Ah, but they are the media so they don’t have to know anything about medicine or even reporting. They give themselves a pass.
Meanwhile, our topic continues apace.
WASHINGTON (BP)New studies demonstrate that doctors should be extremely cautious about diagnosing patients as being in a vegetative state and in limiting their expectations of improvement.
Research teams from Belgium reported about 40 percent of patients they studied were misdiagnosed as in a vegetative state, when they actually should have been diagnosed as in a minimally conscious state, according to a June 20 report on News-Medical.Net, an online medical news service. Another Belgian team found about 25 percent of patients diagnosed in an acute vegetative state when they enter a hospital had a good opportunity to regain a considerable percentage of their faculties and as much as half would reacquire some level of consciousness.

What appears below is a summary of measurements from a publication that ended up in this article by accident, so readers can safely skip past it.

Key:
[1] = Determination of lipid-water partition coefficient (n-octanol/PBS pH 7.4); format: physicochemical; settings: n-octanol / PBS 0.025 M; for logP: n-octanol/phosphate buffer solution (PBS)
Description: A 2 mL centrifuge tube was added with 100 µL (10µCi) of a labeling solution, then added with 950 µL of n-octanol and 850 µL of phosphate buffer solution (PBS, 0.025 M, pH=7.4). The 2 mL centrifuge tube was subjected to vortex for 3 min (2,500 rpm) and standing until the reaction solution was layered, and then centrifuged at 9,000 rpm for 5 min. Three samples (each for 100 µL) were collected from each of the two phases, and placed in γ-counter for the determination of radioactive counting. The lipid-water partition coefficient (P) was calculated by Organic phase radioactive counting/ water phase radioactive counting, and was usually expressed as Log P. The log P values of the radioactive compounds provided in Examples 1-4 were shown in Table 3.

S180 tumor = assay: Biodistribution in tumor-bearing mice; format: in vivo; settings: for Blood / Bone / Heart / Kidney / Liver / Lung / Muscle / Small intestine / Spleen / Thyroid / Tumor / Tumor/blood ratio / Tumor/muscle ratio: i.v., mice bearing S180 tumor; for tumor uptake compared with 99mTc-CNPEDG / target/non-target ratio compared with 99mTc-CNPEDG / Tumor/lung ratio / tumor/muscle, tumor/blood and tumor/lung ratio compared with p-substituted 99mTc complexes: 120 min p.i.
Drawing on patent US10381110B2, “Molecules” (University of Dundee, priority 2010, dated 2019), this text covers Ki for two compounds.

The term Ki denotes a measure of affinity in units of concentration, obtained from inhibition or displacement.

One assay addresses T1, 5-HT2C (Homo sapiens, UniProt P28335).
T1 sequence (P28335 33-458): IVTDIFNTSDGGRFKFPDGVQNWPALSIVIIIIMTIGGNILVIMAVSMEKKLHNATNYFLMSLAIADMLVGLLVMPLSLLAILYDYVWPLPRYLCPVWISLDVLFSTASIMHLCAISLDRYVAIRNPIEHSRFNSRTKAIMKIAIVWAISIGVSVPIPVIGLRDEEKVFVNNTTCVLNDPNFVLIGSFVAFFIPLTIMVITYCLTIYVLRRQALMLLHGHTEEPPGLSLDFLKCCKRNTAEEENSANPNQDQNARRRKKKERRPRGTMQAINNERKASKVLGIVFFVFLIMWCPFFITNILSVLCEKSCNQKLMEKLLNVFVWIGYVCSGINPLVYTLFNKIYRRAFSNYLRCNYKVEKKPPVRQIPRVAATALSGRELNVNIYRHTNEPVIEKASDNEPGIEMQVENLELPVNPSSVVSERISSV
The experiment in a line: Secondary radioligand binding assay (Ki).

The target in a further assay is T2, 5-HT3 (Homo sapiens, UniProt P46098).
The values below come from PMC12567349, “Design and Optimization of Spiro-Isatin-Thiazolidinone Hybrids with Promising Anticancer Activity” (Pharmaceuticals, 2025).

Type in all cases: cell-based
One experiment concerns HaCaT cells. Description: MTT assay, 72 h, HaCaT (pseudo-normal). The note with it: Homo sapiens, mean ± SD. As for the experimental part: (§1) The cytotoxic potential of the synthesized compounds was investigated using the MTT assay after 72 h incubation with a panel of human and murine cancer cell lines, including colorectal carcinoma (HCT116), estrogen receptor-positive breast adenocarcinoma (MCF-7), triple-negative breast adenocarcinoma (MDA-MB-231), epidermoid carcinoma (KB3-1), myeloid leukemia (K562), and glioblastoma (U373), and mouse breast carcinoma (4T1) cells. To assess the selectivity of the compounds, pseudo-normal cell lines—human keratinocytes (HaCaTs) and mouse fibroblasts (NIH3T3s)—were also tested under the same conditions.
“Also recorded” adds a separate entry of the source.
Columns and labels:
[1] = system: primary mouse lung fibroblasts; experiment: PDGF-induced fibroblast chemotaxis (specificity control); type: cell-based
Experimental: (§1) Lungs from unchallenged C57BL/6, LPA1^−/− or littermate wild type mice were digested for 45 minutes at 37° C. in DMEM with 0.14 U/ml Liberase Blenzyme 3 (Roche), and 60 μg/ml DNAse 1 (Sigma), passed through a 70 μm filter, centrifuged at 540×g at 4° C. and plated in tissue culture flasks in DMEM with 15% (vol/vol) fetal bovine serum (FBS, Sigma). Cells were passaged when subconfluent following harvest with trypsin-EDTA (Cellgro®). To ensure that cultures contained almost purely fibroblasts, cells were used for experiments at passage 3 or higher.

A comparison with past studies demonstrated the incidence of misdiagnosis has not fallen in the last 15 years, News-Medical.Net reported.
The reports followed by two years the death of Terri Schiavo, a Florida woman who died of complications from dehydration. Her husband, Michael Schiavo, in a legal battle with Terri's parents, Bob and Mary Schindler, gained a ruling from a Florida court to have her feeding tube disconnected. She had been diagnosed as being in a persistent vegetative state and had been receiving nutrition and hydration through a tube since 1990, when she collapsed and suffered a brain injury.
Pro-life bioethics specialist Wesley Smith addresses issues of life support, doctor-family communication and medical directives on the bioethics.com weblog. He is a senior fellow at the Discovery Institute and an attorney for the International Task Force on Euthanasia and Assisted Suicide.